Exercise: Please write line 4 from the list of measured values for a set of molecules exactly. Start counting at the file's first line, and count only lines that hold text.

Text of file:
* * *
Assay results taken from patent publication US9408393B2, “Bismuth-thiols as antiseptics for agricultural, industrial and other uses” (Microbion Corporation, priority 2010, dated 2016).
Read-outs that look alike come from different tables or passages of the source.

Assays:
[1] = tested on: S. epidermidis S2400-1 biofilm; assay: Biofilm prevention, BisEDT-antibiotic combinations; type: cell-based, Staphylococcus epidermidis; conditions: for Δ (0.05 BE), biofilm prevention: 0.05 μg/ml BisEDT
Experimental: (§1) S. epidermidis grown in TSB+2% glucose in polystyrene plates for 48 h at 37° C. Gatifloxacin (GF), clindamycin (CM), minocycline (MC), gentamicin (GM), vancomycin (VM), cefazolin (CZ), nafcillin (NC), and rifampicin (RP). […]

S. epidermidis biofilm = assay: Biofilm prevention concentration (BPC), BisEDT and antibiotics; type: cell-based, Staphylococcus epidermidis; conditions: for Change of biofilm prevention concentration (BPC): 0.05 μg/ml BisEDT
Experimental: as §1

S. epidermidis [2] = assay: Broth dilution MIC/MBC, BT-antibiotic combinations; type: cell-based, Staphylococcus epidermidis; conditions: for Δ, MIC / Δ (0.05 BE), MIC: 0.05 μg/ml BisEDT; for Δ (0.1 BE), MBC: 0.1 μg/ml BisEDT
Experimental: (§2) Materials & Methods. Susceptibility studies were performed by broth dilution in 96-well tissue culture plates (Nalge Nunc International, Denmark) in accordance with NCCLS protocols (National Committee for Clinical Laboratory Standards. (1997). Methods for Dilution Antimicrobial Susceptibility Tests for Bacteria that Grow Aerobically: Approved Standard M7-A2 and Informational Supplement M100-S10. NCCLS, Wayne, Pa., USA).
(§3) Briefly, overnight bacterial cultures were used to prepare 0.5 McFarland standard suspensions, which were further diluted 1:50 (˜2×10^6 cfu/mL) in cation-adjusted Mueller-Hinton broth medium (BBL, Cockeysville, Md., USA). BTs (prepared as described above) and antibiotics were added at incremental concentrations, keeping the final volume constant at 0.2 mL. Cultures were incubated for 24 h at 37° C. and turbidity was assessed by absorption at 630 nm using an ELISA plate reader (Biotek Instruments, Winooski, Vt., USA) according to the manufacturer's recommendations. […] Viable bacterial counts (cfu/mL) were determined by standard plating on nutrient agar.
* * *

[1] = tested on: S. epidermidis S2400-1 biofilm; assay: Biofilm prevention, BisEDT-antibiotic combinations; type: cell-based, Staphylococcus epidermidis; conditions: for Δ (0.05 BE), biofilm prevention: 0.05 μg/ml BisEDT